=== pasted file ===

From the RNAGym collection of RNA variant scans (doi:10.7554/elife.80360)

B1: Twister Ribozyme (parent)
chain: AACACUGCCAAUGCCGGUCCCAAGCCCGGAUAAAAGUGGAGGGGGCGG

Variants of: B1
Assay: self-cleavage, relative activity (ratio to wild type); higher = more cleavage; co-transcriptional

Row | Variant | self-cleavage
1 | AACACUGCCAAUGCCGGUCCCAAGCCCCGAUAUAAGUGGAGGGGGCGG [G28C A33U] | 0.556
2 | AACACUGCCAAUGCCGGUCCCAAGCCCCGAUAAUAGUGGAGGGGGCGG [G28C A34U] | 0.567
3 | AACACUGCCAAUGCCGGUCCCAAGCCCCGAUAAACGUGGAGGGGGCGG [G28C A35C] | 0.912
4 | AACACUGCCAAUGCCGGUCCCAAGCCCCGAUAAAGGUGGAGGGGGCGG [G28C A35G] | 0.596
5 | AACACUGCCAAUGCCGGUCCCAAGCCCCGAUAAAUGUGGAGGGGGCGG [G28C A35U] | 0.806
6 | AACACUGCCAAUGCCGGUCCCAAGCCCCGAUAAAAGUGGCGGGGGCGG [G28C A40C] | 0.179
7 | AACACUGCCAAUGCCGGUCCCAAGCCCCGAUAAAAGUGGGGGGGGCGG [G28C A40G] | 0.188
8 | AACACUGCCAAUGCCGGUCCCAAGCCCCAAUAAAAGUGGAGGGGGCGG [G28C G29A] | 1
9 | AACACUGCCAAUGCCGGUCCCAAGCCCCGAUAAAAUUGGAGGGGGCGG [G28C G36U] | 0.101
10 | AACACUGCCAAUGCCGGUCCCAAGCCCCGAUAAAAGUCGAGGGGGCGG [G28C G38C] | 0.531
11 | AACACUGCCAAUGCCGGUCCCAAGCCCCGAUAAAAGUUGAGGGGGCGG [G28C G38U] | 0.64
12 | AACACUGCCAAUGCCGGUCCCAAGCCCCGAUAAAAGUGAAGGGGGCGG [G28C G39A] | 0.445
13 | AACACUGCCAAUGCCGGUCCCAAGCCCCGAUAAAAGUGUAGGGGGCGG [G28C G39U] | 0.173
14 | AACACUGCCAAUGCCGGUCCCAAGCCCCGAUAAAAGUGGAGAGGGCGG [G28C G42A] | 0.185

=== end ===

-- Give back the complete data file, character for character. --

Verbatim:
From the RNAGym collection of RNA variant scans (doi:10.7554/elife.80360)

B1: Twister Ribozyme (parent)
chain: AACACUGCCAAUGCCGGUCCCAAGCCCGGAUAAAAGUGGAGGGGGCGG

Variants of: B1
Assay: self-cleavage, relative activity (ratio to wild type); higher = more cleavage; co-transcriptional

Row | Variant | self-cleavage
1 | AACACUGCCAAUGCCGGUCCCAAGCCCCGAUAUAAGUGGAGGGGGCGG [G28C A33U] | 0.556
2 | AACACUGCCAAUGCCGGUCCCAAGCCCCGAUAAUAGUGGAGGGGGCGG [G28C A34U] | 0.567
3 | AACACUGCCAAUGCCGGUCCCAAGCCCCGAUAAACGUGGAGGGGGCGG [G28C A35C] | 0.912
4 | AACACUGCCAAUGCCGGUCCCAAGCCCCGAUAAAGGUGGAGGGGGCGG [G28C A35G] | 0.596
5 | AACACUGCCAAUGCCGGUCCCAAGCCCCGAUAAAUGUGGAGGGGGCGG [G28C A35U] | 0.806
6 | AACACUGCCAAUGCCGGUCCCAAGCCCCGAUAAAAGUGGCGGGGGCGG [G28C A40C] | 0.179
7 | AACACUGCCAAUGCCGGUCCCAAGCCCCGAUAAAAGUGGGGGGGGCGG [G28C A40G] | 0.188
8 | AACACUGCCAAUGCCGGUCCCAAGCCCCAAUAAAAGUGGAGGGGGCGG [G28C G29A] | 1
9 | AACACUGCCAAUGCCGGUCCCAAGCCCCGAUAAAAUUGGAGGGGGCGG [G28C G36U] | 0.101
10 | AACACUGCCAAUGCCGGUCCCAAGCCCCGAUAAAAGUCGAGGGGGCGG [G28C G38C] | 0.531
11 | AACACUGCCAAUGCCGGUCCCAAGCCCCGAUAAAAGUUGAGGGGGCGG [G28C G38U] | 0.64
12 | AACACUGCCAAUGCCGGUCCCAAGCCCCGAUAAAAGUGAAGGGGGCGG [G28C G39A] | 0.445
13 | AACACUGCCAAUGCCGGUCCCAAGCCCCGAUAAAAGUGUAGGGGGCGG [G28C G39U] | 0.173
14 | AACACUGCCAAUGCCGGUCCCAAGCCCCGAUAAAAGUGGAGAGGGCGG [G28C G42A] | 0.185